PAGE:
During the daytime period of the orbit both SWIR and MWIR/TIR of the TANSO-FTS and the TANSO-CAI imager data are acquired. During the nighttime passage, only FTS MWIR/TIR data is acquired. At sunrise, the direct sunlight is introduced into the FTS through the spectralon diffuser plates for SWIR radiance calibration. Two diffusers with different exposure times are being used to correct the long-term diffuser degradation. In addition, the 1.55 µm diode laser light is introduced through the diffuser plate into the FTS to calibrate the instrument function onboard. The pointing mechanism views the deep space and inner blackbody periodically for the zero level and MWIR/TIR radiance calibration. 55)
The TANSO operation on orbit during daytime is illustrated in Figure 28. The FTS normally observes by separate pointings in the cross-track direction with 800 km swath by the pointing mirror. The CAI 3 bands cover the FTS observation swath with 1000 km for cloud detection within the FTS field of view, while only band 4 is slightly narrow. The FTS observations are combined with normal observation of 5 points cross-track with acquisition of on-orbit calibration data, sunglint observation over the ocean, and target observations for calibration and validation sites and tracking of large cities and vicinities. Figure 28 shows the observation pattern during the daytime on 5 June 2010. The red shows the normal grid observation. The continuous green over the ocean shows the sunglint observation to look at strong shining ocean areas. The target observations are operated over China and the U.S. east coast colored in green. 56)
Figure 28: TANSO operation with FTS and CAI. The FTS observations consist of grid observations globally, sunglint observations over the ocean, and target observations over calibration, validation points and large cities (image credit: JAXA)
Lunar calibration is achieved by rotating the spacecraft into the direction of the moon. This provides a stable calibration reference for both instruments. Lunar calibration is considered once per year.
The TANSO-CAI instrument features less on-board calibration than the FTS interferometer. The sensitivity and stability against time and temperature variations were characterized in pre-flight tests. On-board calibration uses a blackbody and nightside observations. The lunar observation will be operated once a year with particular pixels at full moon. 57)
Figure 29: Schematic view TANSO on-orbit observations (image credit: JAXA)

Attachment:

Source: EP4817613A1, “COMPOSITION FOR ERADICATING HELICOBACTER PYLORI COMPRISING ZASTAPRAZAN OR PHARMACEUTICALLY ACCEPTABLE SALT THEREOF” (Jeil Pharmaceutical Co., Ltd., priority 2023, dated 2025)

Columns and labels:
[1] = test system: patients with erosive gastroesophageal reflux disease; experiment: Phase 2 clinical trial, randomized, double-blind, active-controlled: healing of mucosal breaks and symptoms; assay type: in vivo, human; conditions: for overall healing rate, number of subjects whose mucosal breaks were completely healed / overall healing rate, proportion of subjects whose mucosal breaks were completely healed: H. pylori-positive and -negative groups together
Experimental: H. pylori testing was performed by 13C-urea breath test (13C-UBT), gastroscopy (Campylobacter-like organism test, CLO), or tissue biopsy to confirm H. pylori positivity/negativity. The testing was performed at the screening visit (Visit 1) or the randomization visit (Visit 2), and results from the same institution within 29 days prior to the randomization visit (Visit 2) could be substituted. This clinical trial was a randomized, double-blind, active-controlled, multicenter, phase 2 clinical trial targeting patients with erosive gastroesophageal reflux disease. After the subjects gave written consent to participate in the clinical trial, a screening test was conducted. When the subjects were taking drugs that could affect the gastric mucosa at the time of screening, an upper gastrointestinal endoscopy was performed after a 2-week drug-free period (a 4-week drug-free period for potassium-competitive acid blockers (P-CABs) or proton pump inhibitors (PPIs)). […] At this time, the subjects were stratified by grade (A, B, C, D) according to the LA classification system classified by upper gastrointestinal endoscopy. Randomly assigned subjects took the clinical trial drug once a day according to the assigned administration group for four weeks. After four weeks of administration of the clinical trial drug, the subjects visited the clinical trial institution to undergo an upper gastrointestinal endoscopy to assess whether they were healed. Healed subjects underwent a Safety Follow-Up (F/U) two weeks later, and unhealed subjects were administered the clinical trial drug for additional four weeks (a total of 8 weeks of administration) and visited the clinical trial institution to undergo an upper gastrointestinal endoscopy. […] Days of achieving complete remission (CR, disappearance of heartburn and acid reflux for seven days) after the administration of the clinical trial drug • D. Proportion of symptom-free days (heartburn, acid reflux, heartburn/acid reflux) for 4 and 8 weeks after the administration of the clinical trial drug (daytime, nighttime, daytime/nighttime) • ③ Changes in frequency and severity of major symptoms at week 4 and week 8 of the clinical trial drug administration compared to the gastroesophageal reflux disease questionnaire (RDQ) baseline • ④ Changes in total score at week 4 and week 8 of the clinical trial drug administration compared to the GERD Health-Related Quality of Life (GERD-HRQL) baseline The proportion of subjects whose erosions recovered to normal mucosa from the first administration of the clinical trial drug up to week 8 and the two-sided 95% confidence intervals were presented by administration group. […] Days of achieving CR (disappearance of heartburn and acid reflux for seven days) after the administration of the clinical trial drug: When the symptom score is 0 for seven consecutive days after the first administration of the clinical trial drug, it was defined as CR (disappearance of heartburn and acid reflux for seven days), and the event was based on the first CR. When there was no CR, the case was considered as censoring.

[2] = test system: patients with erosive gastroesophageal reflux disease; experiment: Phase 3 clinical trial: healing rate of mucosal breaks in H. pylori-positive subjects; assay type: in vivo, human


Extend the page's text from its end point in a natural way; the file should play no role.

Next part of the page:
Opportunities for coordinated CO2 observations from GOSAT and OCO
GOSAT of JAXA and OCO (Orbiting Carbon Observatory) of NASA are the first two satellites designed to make global measurements of atmospheric carbon dioxide (CO2) with the precision and sampling needed identify and monitor surface sources and sinks of this important greenhouse gas. Because the operational phases of the OCO and GOSAT missions overlap in time, there are numerous opportunities for comparing and combining the data from these two satellites to improve our understanding of the natural processes and human activities that control the atmospheric CO2 and it variability over time. 58)
Comparisons of GOSAT and OCO measurement approaches: GOSAT retrieves XCO2 from the same CO2 and O2 absorption bands used by OCO, but uses a high resolution Fourier transform spectrometer (TANSO-FTS) rather than a grating spectrometer to make its measurements. An independent Cloud and Aerosol Imager (TANSO-CAI) is used to identify cloudy scenes. The grating and FTS techniques both offer unique advantages for this application. For example, TANSO-FTS provides greater spectral coverage and slightly higher spectral resolution, while the OCO instrument provides greater spatial resolution and slightly higher signal-to-noise ratios in each sounding. Comparisons of XCO2 retrievals from these two measurement techniques could help to identify and correct subtle measurement biases that might otherwise be missed.
Combining the OCO and GOSAT datasets would benefit the carbon cycle science community by increasing the spatial coverage and decreasing the interval between observations by either satellite, alone. To combine these datasets without introducing biases, the OCO and GOSAT measurements must be validated by a common measurement standard. Fortunately, the OCO and GOSAT mission plans are quite synergistic, providing numerous opportunities for cross validation.
Table 4: Overview of some mission parameters of GOSAT and OCO
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The information compiled and edited in this article was provided by Herbert J. Kramer from his documentation of: ”Observation of the Earth and Its Environment: Survey of Missions and Sensors” (Springer Verlag) as well as many other sources after the publication of the 4th edition in 2002. - Comments and corrections to this article are always welcome for further updates.